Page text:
In voting back disgraced MP Keith Vaz to the Home Affairs Select Committee, Parliament has once again thumbed its collective nose at the British people.
Vaz withdrew from the Chair of the Home Affairs Select Committee after this expose in the staunchly Labour supporting Sunday Mirror. Prostitutes and Drugs were the allegations. Hardly a fitting reputation for a supposed guardian of the legal process.
But in less than two months, his fellow MPs have returned him to the committee, despite an attempt by Andrew Bridgen MP to force a vote – and by 203 -7 his appointment was confirmed.
If this had been Keith Vaz’ sole indiscretion it might have been just within the realms of understanding. But Vaz is an MP who has proven to be both immune to normal standards of shame, and slippery as teflon in avoiding any real loss for his misdemeanors.
A long history of poor judgement.
His first brush with Parliamentary Authority was in the days of Elizabeth Filkin. Filkin was the Parliamentary Standards Commission who proved to be far too good at her job for MPs liking and they briefed against her maliciously before having her ousted as an inconvenience.
The tenacious investigator found that Vaz has received donations from a lawyer which he had not declared. This was only one of 18 complaints against the then Europe minister. Soon he was deep in trouble again, over the Passports for Hinduja affair. Vaz was found to have made representations to the Home Office and soon stepped down for ‘Health Reasons’.
In 2002, Vaz was suspended from the house after three complaints were upheld against him, in addition to an investigation which outside the house involved allegations of perverting the course of justice.
But his poor judgement is allied by a lack of self awareness and a hunger for publicity. A serial bandwaggon jumper described by Patrick Mercer as ‘A Crook of the first Order’ who despite this had Mercer’s respect as a stunning operator.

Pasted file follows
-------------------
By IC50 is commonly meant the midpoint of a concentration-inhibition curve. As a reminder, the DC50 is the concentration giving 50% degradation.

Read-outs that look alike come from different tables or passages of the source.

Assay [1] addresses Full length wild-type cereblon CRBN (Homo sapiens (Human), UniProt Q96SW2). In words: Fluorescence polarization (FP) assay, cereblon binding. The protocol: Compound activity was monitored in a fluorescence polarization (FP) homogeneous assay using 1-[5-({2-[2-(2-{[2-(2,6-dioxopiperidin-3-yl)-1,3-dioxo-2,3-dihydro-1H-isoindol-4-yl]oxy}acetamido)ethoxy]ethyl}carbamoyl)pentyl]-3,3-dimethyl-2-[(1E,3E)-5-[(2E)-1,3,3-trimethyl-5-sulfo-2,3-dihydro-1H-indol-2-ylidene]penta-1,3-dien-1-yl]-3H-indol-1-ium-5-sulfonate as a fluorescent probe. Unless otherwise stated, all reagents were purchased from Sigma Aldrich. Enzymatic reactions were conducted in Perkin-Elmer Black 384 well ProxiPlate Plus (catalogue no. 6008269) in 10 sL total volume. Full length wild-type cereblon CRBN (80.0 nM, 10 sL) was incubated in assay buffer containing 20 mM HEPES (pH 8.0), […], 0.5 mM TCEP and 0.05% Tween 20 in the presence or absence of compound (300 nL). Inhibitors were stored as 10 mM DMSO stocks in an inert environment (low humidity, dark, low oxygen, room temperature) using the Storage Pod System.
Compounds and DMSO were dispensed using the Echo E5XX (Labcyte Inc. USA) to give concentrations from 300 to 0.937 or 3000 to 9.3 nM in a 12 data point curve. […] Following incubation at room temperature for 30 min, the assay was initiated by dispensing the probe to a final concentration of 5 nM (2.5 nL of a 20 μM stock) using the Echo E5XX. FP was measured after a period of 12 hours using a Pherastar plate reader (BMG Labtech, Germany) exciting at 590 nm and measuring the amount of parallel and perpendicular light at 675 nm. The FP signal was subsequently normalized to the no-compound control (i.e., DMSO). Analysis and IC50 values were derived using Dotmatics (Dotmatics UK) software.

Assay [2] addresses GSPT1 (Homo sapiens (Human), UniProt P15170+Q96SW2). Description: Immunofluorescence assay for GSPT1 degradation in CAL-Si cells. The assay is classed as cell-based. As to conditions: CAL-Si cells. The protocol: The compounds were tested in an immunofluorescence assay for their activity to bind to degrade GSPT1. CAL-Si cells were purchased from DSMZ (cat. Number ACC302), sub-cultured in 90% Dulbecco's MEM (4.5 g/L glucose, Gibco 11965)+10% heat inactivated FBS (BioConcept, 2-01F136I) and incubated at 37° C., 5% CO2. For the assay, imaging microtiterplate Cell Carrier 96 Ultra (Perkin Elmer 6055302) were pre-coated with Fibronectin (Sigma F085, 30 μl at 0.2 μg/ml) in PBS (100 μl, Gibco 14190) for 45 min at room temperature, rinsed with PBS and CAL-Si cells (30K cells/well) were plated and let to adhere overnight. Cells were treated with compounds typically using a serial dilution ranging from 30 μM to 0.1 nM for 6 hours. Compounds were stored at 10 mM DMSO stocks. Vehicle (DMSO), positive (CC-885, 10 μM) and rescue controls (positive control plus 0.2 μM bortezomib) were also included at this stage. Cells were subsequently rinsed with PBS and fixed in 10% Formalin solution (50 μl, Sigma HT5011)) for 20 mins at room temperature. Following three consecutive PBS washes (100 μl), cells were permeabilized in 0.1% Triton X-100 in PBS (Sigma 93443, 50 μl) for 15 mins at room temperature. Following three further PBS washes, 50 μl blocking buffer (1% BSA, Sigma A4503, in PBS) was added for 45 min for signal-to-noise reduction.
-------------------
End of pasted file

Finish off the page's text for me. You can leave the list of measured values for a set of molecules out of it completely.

There are many other issues with Vaz, but I won’t waste too many words continuing, the picture is already clear and a pattern of behaviour established.
Parliament fails yet again
Despite there being an opportunity to stop this appointment by vote, and despite the Labour Party having the ability to put up and support another candidate, Vaz was returned with an overwhelming majority.
Of course this reflects badly on the Labour Party itself, but is wasn’t the Labour party that voted for him – it was the Tories – 159 of them, apparently to preserve the ‘Process’. They have returned Vaz to position which I would suggest he is not fit to hold (and might still be forced to leave as he is still under investigation). Past this, it can be almost guaranteed that the party will return him to his seat until he retires voluntarily in one of the safest constituencies in the nation. Clearly the ‘Process’ is broken.
The reason for this is simple – Parliament has its own code of conduct which no longer bears any resemblance to that of the majority of the voters. We knew this when it ousted Elizabeth Filkin, and when it tried to brush the expenses affair under the table. But it has now completed its own defenestration. It holds no respect in British public life, MPs now reduced to the status level of used car salesmen and estate agents.
Don’t bet on any improvement soon.